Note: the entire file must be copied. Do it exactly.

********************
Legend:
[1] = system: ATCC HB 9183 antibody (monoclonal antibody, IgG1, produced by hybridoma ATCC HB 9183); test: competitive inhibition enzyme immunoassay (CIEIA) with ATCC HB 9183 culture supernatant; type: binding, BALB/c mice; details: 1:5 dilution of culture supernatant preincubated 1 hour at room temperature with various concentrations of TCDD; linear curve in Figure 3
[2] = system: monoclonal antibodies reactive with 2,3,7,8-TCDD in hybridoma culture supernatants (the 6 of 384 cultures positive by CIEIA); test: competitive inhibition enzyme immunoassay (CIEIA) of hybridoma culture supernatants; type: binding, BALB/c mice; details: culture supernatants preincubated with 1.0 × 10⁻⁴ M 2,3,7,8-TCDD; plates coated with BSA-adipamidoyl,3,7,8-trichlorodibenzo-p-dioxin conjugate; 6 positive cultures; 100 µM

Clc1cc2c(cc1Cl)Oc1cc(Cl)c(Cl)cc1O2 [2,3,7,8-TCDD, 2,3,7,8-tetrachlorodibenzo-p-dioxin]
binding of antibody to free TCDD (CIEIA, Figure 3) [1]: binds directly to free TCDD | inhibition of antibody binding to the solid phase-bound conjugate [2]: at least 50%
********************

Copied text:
Legend:
[1] = system: ATCC HB 9183 antibody (monoclonal antibody, IgG1, produced by hybridoma ATCC HB 9183); test: competitive inhibition enzyme immunoassay (CIEIA) with ATCC HB 9183 culture supernatant; type: binding, BALB/c mice; details: 1:5 dilution of culture supernatant preincubated 1 hour at room temperature with various concentrations of TCDD; linear curve in Figure 3
[2] = system: monoclonal antibodies reactive with 2,3,7,8-TCDD in hybridoma culture supernatants (the 6 of 384 cultures positive by CIEIA); test: competitive inhibition enzyme immunoassay (CIEIA) of hybridoma culture supernatants; type: binding, BALB/c mice; details: culture supernatants preincubated with 1.0 × 10⁻⁴ M 2,3,7,8-TCDD; plates coated with BSA-adipamidoyl,3,7,8-trichlorodibenzo-p-dioxin conjugate; 6 positive cultures; 100 µM

Clc1cc2c(cc1Cl)Oc1cc(Cl)c(Cl)cc1O2 [2,3,7,8-TCDD, 2,3,7,8-tetrachlorodibenzo-p-dioxin]
binding of antibody to free TCDD (CIEIA, Figure 3) [1]: binds directly to free TCDD | inhibition of antibody binding to the solid phase-bound conjugate [2]: at least 50%